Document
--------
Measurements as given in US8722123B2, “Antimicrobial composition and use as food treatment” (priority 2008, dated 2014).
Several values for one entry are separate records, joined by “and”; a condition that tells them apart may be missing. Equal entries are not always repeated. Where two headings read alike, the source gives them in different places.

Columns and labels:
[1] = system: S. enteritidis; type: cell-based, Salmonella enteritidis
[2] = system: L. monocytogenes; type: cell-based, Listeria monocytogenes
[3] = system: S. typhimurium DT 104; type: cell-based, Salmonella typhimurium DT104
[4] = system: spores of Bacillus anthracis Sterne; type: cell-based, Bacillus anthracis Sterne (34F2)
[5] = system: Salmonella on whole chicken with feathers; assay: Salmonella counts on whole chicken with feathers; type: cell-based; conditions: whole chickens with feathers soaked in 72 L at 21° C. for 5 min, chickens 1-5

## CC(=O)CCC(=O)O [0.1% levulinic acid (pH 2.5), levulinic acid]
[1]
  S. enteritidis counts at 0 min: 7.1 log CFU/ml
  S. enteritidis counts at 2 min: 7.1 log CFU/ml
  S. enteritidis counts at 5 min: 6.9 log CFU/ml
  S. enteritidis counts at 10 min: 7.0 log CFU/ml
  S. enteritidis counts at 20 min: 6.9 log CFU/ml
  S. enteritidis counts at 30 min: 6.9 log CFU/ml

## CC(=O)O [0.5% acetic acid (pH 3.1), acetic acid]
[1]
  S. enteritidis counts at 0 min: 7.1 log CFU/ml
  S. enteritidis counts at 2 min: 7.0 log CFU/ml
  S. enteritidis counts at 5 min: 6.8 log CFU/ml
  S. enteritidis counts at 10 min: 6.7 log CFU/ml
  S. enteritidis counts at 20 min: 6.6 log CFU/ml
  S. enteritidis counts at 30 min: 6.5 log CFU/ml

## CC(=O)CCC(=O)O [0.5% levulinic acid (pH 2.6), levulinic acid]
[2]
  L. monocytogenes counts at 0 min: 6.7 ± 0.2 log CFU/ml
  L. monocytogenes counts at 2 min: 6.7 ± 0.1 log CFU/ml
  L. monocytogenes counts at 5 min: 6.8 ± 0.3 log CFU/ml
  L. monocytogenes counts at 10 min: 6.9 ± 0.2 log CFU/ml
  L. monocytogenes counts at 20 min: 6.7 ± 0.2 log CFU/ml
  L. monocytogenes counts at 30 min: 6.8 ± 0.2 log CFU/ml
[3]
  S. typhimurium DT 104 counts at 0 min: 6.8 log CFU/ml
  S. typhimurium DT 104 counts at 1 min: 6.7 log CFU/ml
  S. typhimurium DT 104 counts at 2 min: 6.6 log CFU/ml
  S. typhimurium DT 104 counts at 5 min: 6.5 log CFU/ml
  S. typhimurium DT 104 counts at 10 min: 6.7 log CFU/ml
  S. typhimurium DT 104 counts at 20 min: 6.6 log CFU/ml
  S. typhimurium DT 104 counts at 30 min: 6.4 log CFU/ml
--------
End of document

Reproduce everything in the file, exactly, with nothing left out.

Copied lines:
Measurements as given in US8722123B2, “Antimicrobial composition and use as food treatment” (priority 2008, dated 2014).
Several values for one entry are separate records, joined by “and”; a condition that tells them apart may be missing. Equal entries are not always repeated. Where two headings read alike, the source gives them in different places.

Columns and labels:
[1] = system: S. enteritidis; type: cell-based, Salmonella enteritidis
[2] = system: L. monocytogenes; type: cell-based, Listeria monocytogenes
[3] = system: S. typhimurium DT 104; type: cell-based, Salmonella typhimurium DT104
[4] = system: spores of Bacillus anthracis Sterne; type: cell-based, Bacillus anthracis Sterne (34F2)
[5] = system: Salmonella on whole chicken with feathers; assay: Salmonella counts on whole chicken with feathers; type: cell-based; conditions: whole chickens with feathers soaked in 72 L at 21° C. for 5 min, chickens 1-5

## CC(=O)CCC(=O)O [0.1% levulinic acid (pH 2.5), levulinic acid]
[1]
  S. enteritidis counts at 0 min: 7.1 log CFU/ml
  S. enteritidis counts at 2 min: 7.1 log CFU/ml
  S. enteritidis counts at 5 min: 6.9 log CFU/ml
  S. enteritidis counts at 10 min: 7.0 log CFU/ml
  S. enteritidis counts at 20 min: 6.9 log CFU/ml
  S. enteritidis counts at 30 min: 6.9 log CFU/ml

## CC(=O)O [0.5% acetic acid (pH 3.1), acetic acid]
[1]
  S. enteritidis counts at 0 min: 7.1 log CFU/ml
  S. enteritidis counts at 2 min: 7.0 log CFU/ml
  S. enteritidis counts at 5 min: 6.8 log CFU/ml
  S. enteritidis counts at 10 min: 6.7 log CFU/ml
  S. enteritidis counts at 20 min: 6.6 log CFU/ml
  S. enteritidis counts at 30 min: 6.5 log CFU/ml

## CC(=O)CCC(=O)O [0.5% levulinic acid (pH 2.6), levulinic acid]
[2]
  L. monocytogenes counts at 0 min: 6.7 ± 0.2 log CFU/ml
  L. monocytogenes counts at 2 min: 6.7 ± 0.1 log CFU/ml
  L. monocytogenes counts at 5 min: 6.8 ± 0.3 log CFU/ml
  L. monocytogenes counts at 10 min: 6.9 ± 0.2 log CFU/ml
  L. monocytogenes counts at 20 min: 6.7 ± 0.2 log CFU/ml
  L. monocytogenes counts at 30 min: 6.8 ± 0.2 log CFU/ml
[3]
  S. typhimurium DT 104 counts at 0 min: 6.8 log CFU/ml
  S. typhimurium DT 104 counts at 1 min: 6.7 log CFU/ml
  S. typhimurium DT 104 counts at 2 min: 6.6 log CFU/ml
  S. typhimurium DT 104 counts at 5 min: 6.5 log CFU/ml
  S. typhimurium DT 104 counts at 10 min: 6.7 log CFU/ml
  S. typhimurium DT 104 counts at 20 min: 6.6 log CFU/ml
  S. typhimurium DT 104 counts at 30 min: 6.4 log CFU/ml